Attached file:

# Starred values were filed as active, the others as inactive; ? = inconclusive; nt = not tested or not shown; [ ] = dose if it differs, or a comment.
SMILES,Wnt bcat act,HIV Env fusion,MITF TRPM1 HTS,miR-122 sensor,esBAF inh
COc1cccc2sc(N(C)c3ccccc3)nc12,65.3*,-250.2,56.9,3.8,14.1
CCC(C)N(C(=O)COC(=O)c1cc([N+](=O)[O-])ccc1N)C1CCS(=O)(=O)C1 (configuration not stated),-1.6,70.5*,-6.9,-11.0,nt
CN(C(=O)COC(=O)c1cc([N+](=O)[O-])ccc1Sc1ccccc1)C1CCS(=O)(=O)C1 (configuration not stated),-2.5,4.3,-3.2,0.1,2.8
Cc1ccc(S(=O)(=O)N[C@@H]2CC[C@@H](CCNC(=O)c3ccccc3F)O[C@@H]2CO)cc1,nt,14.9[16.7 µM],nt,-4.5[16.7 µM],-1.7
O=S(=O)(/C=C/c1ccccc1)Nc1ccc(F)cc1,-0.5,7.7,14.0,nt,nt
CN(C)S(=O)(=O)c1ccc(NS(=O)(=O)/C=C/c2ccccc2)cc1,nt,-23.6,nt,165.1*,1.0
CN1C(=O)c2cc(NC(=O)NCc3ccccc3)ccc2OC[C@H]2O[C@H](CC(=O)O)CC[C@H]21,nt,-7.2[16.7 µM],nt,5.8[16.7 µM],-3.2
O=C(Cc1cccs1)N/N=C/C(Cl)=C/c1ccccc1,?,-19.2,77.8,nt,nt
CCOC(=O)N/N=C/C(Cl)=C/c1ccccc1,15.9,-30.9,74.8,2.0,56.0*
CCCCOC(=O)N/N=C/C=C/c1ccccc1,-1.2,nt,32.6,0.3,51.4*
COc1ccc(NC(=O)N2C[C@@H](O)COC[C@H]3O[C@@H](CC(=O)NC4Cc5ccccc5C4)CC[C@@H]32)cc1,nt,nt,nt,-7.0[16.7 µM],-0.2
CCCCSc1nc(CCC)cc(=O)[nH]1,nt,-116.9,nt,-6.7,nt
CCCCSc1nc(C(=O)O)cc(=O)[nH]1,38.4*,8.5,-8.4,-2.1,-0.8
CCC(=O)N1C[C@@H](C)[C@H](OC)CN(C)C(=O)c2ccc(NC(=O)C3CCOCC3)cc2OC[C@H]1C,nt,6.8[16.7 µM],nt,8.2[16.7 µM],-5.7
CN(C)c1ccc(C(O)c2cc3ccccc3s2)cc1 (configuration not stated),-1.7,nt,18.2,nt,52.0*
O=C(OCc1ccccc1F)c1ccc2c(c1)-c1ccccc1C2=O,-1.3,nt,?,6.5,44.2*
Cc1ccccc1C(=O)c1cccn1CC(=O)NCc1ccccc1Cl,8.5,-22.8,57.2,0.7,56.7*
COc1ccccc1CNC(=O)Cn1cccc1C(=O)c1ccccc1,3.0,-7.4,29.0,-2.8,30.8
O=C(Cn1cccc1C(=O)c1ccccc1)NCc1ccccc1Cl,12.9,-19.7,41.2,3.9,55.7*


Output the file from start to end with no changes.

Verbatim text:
# Starred values were filed as active, the others as inactive; ? = inconclusive; nt = not tested or not shown; [ ] = dose if it differs, or a comment.
SMILES,Wnt bcat act,HIV Env fusion,MITF TRPM1 HTS,miR-122 sensor,esBAF inh
COc1cccc2sc(N(C)c3ccccc3)nc12,65.3*,-250.2,56.9,3.8,14.1
CCC(C)N(C(=O)COC(=O)c1cc([N+](=O)[O-])ccc1N)C1CCS(=O)(=O)C1 (configuration not stated),-1.6,70.5*,-6.9,-11.0,nt
CN(C(=O)COC(=O)c1cc([N+](=O)[O-])ccc1Sc1ccccc1)C1CCS(=O)(=O)C1 (configuration not stated),-2.5,4.3,-3.2,0.1,2.8
Cc1ccc(S(=O)(=O)N[C@@H]2CC[C@@H](CCNC(=O)c3ccccc3F)O[C@@H]2CO)cc1,nt,14.9[16.7 µM],nt,-4.5[16.7 µM],-1.7
O=S(=O)(/C=C/c1ccccc1)Nc1ccc(F)cc1,-0.5,7.7,14.0,nt,nt
CN(C)S(=O)(=O)c1ccc(NS(=O)(=O)/C=C/c2ccccc2)cc1,nt,-23.6,nt,165.1*,1.0
CN1C(=O)c2cc(NC(=O)NCc3ccccc3)ccc2OC[C@H]2O[C@H](CC(=O)O)CC[C@H]21,nt,-7.2[16.7 µM],nt,5.8[16.7 µM],-3.2
O=C(Cc1cccs1)N/N=C/C(Cl)=C/c1ccccc1,?,-19.2,77.8,nt,nt
CCOC(=O)N/N=C/C(Cl)=C/c1ccccc1,15.9,-30.9,74.8,2.0,56.0*
CCCCOC(=O)N/N=C/C=C/c1ccccc1,-1.2,nt,32.6,0.3,51.4*
COc1ccc(NC(=O)N2C[C@@H](O)COC[C@H]3O[C@@H](CC(=O)NC4Cc5ccccc5C4)CC[C@@H]32)cc1,nt,nt,nt,-7.0[16.7 µM],-0.2
CCCCSc1nc(CCC)cc(=O)[nH]1,nt,-116.9,nt,-6.7,nt
CCCCSc1nc(C(=O)O)cc(=O)[nH]1,38.4*,8.5,-8.4,-2.1,-0.8
CCC(=O)N1C[C@@H](C)[C@H](OC)CN(C)C(=O)c2ccc(NC(=O)C3CCOCC3)cc2OC[C@H]1C,nt,6.8[16.7 µM],nt,8.2[16.7 µM],-5.7
CN(C)c1ccc(C(O)c2cc3ccccc3s2)cc1 (configuration not stated),-1.7,nt,18.2,nt,52.0*
O=C(OCc1ccccc1F)c1ccc2c(c1)-c1ccccc1C2=O,-1.3,nt,?,6.5,44.2*
Cc1ccccc1C(=O)c1cccn1CC(=O)NCc1ccccc1Cl,8.5,-22.8,57.2,0.7,56.7*
COc1ccccc1CNC(=O)Cn1cccc1C(=O)c1ccccc1,3.0,-7.4,29.0,-2.8,30.8
O=C(Cn1cccc1C(=O)c1ccccc1)NCc1ccccc1Cl,12.9,-19.7,41.2,3.9,55.7*